“The desire to discover, the wish to excite, the taste to capture, three concepts that sum up the art of photography.”
Art in Art. The municipality of Vittorio Veneto, in the province of Treviso, is hosting a unique photographic exhibition for all lovers of Venetian Villas and all lovers of photography.
Until the 13th of February 2022 at Palazzo Todesco, under the patronage of the Consorzio Ville Venete-Villeveneteforyou, of which the Hotel AbanoRitz is part, we invite you to see the exhibition “Ville Venete”, with images taken from the archives of Paolo Marton, for the sixteen hundredth anniversary of the Serenissima.
Paolo Marton was born in Treviso on the 23rd of January 1932 and died there on the 13th of February 2006. Son of an Italian politician and brother of a musician, he was for a long time the owner of the namesake bookshop in Treviso, before making his debut in photography in 1977 with a volume about Veneto commissioned by the publishers of Ivrea, known thanks to his profession. He achieved his first great international success with “Roma, magia nei secoli” (Rome, magic through the centuries) in 1983; then in the following years he specialized in publications more centered on art and architecture of Veneto. Marton has always taken the Venetian Villas around the world, exalting their beauty and promoting this unique reality that our territory offers us with a particular passion and sensitivity.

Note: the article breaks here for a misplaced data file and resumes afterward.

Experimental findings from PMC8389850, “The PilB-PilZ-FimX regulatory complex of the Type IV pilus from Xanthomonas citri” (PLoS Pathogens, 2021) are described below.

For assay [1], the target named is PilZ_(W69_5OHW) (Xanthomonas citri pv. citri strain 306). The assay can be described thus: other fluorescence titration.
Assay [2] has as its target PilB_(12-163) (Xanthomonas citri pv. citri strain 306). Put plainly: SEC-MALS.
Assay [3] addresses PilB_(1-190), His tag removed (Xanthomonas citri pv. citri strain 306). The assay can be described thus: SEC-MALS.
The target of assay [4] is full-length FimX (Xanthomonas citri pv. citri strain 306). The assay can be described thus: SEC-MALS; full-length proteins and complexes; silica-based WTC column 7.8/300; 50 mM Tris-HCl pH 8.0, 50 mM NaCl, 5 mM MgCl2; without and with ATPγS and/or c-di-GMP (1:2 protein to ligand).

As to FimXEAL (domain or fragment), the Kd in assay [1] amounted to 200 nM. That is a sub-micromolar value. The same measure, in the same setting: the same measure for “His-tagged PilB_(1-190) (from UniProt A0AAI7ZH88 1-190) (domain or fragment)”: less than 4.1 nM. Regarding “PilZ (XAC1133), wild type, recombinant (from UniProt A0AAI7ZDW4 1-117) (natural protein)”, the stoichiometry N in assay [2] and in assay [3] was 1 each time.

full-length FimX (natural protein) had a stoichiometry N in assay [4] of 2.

Venice is undoubtedly one of the best-known cities in the world and it always carries with it a special charm, but it is in the inland where you fall in love and get to know its history and traditions, art and culture. Paolo Marton tells an all-Venetian civilization that is woven into the villas, that ritual in which architecture, wellbeing and beauty intertwine.
“I would like to thank the owners of the Venetian Villas. It is impossible for me to list them all here, whether they are descendants of the ancient patrician families that built the Villa, nobles of other lineages or private citizens, foreigners in love with Italian art, financial companies or public bodies, such as Regions, Provinces and Municipalities; so I apologize that, in order not to do anyone any harm, I will not mention their names. However, I would like to express all my gratitude to them for their willingness to allow me to enter their stupendous residences, which, let it not be forgotten, are almost always private homes and not museum halls. I ask all these people to accept the images that make up this book as the best thanks I can offer to their kindness and hospitality.” Paolo Marton, 1986